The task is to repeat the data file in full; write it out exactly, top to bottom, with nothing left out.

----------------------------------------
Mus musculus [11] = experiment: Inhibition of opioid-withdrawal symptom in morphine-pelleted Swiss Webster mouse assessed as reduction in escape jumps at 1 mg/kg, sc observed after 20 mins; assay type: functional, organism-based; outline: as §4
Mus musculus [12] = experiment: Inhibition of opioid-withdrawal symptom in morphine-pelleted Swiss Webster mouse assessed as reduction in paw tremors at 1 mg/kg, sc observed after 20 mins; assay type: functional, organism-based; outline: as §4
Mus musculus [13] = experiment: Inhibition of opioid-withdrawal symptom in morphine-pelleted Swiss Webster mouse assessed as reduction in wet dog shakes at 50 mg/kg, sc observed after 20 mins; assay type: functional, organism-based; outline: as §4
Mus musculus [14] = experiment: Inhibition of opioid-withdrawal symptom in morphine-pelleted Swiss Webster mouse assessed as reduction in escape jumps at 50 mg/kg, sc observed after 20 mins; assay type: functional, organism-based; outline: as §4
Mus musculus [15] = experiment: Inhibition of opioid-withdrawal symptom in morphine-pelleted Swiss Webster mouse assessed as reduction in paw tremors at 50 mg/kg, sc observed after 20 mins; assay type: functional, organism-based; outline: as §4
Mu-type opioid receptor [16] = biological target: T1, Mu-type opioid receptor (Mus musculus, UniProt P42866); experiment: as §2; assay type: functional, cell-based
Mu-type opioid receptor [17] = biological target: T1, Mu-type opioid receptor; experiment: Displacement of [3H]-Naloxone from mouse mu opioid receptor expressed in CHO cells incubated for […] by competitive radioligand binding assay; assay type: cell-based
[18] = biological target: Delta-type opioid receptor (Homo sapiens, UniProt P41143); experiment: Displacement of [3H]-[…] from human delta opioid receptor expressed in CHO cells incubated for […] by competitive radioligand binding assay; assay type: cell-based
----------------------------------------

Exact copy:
Mus musculus [11] = experiment: Inhibition of opioid-withdrawal symptom in morphine-pelleted Swiss Webster mouse assessed as reduction in escape jumps at 1 mg/kg, sc observed after 20 mins; assay type: functional, organism-based; outline: as §4
Mus musculus [12] = experiment: Inhibition of opioid-withdrawal symptom in morphine-pelleted Swiss Webster mouse assessed as reduction in paw tremors at 1 mg/kg, sc observed after 20 mins; assay type: functional, organism-based; outline: as §4
Mus musculus [13] = experiment: Inhibition of opioid-withdrawal symptom in morphine-pelleted Swiss Webster mouse assessed as reduction in wet dog shakes at 50 mg/kg, sc observed after 20 mins; assay type: functional, organism-based; outline: as §4
Mus musculus [14] = experiment: Inhibition of opioid-withdrawal symptom in morphine-pelleted Swiss Webster mouse assessed as reduction in escape jumps at 50 mg/kg, sc observed after 20 mins; assay type: functional, organism-based; outline: as §4
Mus musculus [15] = experiment: Inhibition of opioid-withdrawal symptom in morphine-pelleted Swiss Webster mouse assessed as reduction in paw tremors at 50 mg/kg, sc observed after 20 mins; assay type: functional, organism-based; outline: as §4
Mu-type opioid receptor [16] = biological target: T1, Mu-type opioid receptor (Mus musculus, UniProt P42866); experiment: as §2; assay type: functional, cell-based
Mu-type opioid receptor [17] = biological target: T1, Mu-type opioid receptor; experiment: Displacement of [3H]-Naloxone from mouse mu opioid receptor expressed in CHO cells incubated for […] by competitive radioligand binding assay; assay type: cell-based
[18] = biological target: Delta-type opioid receptor (Homo sapiens, UniProt P41143); experiment: Displacement of [3H]-[…] from human delta opioid receptor expressed in CHO cells incubated for […] by competitive radioligand binding assay; assay type: cell-based